Twentieth Century Fox should keep its stinking paws off the Planet of the Apes idea. After remaking the original film a decade ago to widespread disdain, Fox now takes the fantasy in an entirely different direction, and it's chiefly downward.
The only reason this movie exists is that motion capture technology has greatly advanced, allowing Andy Serkis to pull off another impressive cyber-transformation. The body behind Gollum and the most recent King Kong, plays Caesar, a simian Che Guevara leading the ape revolt. Serkis is the modern Lon Chaney, a man of 1,000 faces grafted on digitally.
He's certainly more expressive than James Franco, playing human so blandly that the race might be better off dominated. Franco plays Will Rodman, a scientist tirelessly working on a cure for Alzheimer's before his father (John Lithgow) succumbs to the disease. Will's latest serum creates brain cells, showing promise until a lab test subject — Caesar's mother — goes bonkers during a demonstration.
The project is shut down and the apes are exterminated, except Will smuggles Caesar out of the lab to raise him at home, continuing his doses of the serum. Over several years Will teaches Caesar sign language, impressing his girlfriend Caroline Aranha (Freida Pinto). But the ape is learning much more, like the fact that being outdoors beats benevolent imprisonment in Will's attic. One escape leads to an assault on a neighbor, so Caesar is forced into a primate sanctuary and learns about human brutality.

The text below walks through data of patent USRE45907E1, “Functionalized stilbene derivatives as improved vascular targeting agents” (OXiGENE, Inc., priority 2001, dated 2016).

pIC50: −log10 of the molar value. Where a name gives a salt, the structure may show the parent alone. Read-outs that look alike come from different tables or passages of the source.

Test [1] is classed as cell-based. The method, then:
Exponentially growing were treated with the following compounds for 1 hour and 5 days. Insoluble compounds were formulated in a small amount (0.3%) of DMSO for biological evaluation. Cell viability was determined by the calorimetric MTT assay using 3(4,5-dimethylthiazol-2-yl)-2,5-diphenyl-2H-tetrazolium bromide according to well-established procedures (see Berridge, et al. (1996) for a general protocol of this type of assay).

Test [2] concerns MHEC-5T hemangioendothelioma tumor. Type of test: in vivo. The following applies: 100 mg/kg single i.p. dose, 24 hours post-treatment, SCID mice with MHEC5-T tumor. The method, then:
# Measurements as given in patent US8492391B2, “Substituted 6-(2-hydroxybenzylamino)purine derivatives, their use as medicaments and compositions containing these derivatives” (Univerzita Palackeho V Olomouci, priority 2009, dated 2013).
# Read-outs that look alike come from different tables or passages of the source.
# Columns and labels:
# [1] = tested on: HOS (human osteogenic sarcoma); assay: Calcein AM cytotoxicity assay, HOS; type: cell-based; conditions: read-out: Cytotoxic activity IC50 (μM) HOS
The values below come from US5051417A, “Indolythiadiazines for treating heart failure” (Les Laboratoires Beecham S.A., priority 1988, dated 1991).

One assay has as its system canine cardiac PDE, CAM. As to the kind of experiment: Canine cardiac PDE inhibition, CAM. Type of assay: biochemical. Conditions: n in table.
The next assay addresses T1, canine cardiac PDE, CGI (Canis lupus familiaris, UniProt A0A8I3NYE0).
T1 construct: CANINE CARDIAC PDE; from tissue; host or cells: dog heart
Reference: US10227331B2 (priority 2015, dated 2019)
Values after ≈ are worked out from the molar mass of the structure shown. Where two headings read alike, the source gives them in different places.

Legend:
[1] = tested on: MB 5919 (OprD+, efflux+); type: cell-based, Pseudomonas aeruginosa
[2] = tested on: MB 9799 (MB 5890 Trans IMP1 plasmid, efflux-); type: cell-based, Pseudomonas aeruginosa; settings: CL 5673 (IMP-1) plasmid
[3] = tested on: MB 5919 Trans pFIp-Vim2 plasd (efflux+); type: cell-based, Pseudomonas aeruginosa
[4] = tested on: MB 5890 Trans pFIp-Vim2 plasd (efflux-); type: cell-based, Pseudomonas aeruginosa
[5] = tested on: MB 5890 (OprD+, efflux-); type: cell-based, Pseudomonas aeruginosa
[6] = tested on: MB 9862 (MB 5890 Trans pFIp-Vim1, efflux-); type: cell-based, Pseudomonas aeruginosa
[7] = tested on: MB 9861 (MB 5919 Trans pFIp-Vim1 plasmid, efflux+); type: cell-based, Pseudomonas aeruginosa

The other inmates are accustomed to such treatment but Caesar displays leadership by picking the locks on their cells and sharing a couple of canisters of the serum he steals. Here's the widest leap of logic in director Rupert Wyatt's film: Caesar became super-intelligent through years of medication and training, but his cellmates need only a whiff of smart gas to evolve nearly as much. That's a shortcut that would be red-flagged in Screenwriting 101, along with an end credits coda setting up a sequel that probably won't happen.
Wyatt doesn't help matters by constantly dropping references to the franchise's 1968 origins that this movie desperately needs viewers to forget. A television screen briefly shows Charlton Heston in the first Planet of the Apes. The most abusive human (Tom Felton) invokes Heston's famous demand: "Keep your stinking paws off me, you damn dirty ape." One simian is named Cornelia (a twist on Roddy McDowell's character Cornelius), and another is named for Maurice Evans, who played the wise orangutan Dr. Zaius.
Rise of the Planet of the Apes feels like half of a good movie, much of it revealed in admittedly thrilling trailers showing hordes of angry simians rebelling against human captors in present day San Francisco. That climatic sequence, with apes using the Golden Gate Bridge as monkey bars and a leaping gorilla causing a helicopter crash, is the best thing about this reboot.
The rest is something a caged chimp might fling at zoo visitors.
Steve Persall can be reached at firstname.lastname@example.org or (727) 893-8365.